This can obviously work for an organisation or against it. To improve relations among staff there are lots of little things that can be done such as organising group activities. Many teams come together and do the quiz at a particular time in the day. Group morning teas, sports, and lunch time activities are all great ways of teams getting to know each other on a more personal level.
Here’s the takeaway, when people feel accepted they have increased self-esteem and when people have increased self-esteem they feel better about themselves and produce better outputs.

You can discover more about a person in an hour of play than in a year of conversation. ~ Plato


You might say that this is a no-brainer. People are motivated by the opportunity to learn and grow but this is not always the case. Research has shown that those motivated by growth opportunities are those who are in more senior positions. Front-line staff aren’t motivated by growth unless…and here’s the gold…unless it is tied to an increase in self-esteem. If they see an opportunity to grow that will increase their status in the eyes of their colleagues they are more likely to take it on. We’ve already seen above that people with an increased self-esteem feel better about themselves and produce better results.

Look for ways to recognise your staff in unique ways. Some prefer public recognition and others prefer to receive praise in private. Having the employee of the month is a common approach to recognising staff in front of their peers. Different coloured uniforms is another tactic.

Here’s the takeaway, for frontline staff identify ways to increase their status (another of Maslow’s needs by the way) in the eyes of their peers. For more senior members of staff give them growth opportunities. There will come a time when remuneration won’t do it anymore; they need something more, they need the challenge.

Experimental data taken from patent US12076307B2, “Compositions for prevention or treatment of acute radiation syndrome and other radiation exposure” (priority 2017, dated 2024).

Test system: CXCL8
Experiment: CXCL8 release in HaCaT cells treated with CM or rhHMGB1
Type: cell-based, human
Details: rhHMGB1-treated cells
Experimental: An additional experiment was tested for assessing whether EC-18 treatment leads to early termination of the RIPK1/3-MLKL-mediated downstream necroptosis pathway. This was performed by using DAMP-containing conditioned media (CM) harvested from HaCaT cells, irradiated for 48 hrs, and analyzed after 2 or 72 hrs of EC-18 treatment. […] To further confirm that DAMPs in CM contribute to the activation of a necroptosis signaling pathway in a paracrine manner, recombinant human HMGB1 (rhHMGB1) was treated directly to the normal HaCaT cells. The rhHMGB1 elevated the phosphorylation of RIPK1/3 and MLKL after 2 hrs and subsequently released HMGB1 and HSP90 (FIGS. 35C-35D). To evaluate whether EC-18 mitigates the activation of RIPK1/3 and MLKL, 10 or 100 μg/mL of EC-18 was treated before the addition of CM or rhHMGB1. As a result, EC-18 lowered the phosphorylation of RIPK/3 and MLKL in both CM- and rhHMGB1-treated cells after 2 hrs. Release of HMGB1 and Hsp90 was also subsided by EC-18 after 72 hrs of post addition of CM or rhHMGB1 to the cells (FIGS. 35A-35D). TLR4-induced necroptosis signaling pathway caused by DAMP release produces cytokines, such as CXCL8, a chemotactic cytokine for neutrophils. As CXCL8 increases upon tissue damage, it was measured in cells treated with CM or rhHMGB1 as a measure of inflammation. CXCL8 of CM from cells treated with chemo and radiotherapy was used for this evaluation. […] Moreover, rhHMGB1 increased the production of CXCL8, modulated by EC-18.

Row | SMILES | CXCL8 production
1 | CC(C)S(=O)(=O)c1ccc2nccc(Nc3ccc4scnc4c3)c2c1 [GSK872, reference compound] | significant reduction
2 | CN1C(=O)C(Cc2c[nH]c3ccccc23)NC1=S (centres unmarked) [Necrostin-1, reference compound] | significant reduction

Without continual growth and progress, such words as improvement, achievement, and success have no meaning. ~ Benjamin Franklin


I’ve left Existence last because Existence doesn’t in and of itself motivate or engage staff. It is more aligned with Herzberg’s two-factor model which proposes that employees need both hygiene factors and motivational factors to be successful in their roles. Existence is aligned with Herzberg’s hygiene factors and these include the basics needed to perform a role. Without these an employee will easily become disengaged so they are the minimum that need to be in place to enable a healthy mind-set to grow by ensuring everyone is part of the team, everyone is recognised and everyone has an opportunity to grow.

The takeaways…ensure you’ve got the basics in place and monitor these to ensure they don’t deteriorate over time leading to disengagement.

Alderfer has given us an insight, in broad terms, of how to motivate your team but regardless of all the theories on motivation out there they alone can’t replace getting to know your team. I mean really getting to know your team. Everyone is an individual and needs to be treated like an individual.  What are their values, their interests? Once you know what drives them as people it’s easy to create opportunities to keep them motivated and become high performing team members.


If you’d like to know more about motivating your team and increasing productivity and creating a greater sense of well being in your team, or if you’d like to explore how coaching can help you become a better leader (of others or yourself!), or even if you’re just generally curious about what professional coaching can offer you, please contact us at any time for a free consultation.